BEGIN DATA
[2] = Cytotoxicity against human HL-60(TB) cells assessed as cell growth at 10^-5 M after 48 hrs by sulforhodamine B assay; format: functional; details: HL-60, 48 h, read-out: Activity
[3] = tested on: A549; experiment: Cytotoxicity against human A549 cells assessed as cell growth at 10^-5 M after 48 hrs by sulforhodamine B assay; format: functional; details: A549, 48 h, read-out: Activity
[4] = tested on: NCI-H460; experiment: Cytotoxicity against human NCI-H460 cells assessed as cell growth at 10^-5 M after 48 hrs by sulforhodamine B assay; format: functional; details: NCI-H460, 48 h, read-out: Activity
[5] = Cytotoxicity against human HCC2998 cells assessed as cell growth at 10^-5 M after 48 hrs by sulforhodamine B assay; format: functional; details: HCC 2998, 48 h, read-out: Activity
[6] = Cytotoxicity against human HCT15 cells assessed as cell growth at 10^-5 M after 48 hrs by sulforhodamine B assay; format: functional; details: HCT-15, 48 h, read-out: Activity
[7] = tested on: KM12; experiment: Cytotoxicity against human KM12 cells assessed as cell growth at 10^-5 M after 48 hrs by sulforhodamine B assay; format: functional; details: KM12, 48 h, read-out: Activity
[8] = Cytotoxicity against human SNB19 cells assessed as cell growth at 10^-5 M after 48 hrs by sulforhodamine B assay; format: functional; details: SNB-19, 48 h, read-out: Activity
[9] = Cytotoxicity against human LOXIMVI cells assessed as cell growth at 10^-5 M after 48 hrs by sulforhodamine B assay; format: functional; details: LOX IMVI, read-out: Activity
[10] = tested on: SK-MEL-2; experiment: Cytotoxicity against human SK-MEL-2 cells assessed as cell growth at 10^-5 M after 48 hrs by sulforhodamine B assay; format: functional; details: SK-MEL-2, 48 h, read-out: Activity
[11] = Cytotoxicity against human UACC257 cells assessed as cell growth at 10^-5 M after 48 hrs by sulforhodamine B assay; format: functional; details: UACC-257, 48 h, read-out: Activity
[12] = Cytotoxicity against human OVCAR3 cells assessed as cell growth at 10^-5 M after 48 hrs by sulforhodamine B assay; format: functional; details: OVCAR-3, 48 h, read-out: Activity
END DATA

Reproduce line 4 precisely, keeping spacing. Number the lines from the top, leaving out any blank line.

[5] = Cytotoxicity against human HCC2998 cells assessed as cell growth at 10^-5 M after 48 hrs by sulforhodamine B assay; format: functional; details: HCC 2998, 48 h, read-out: Activity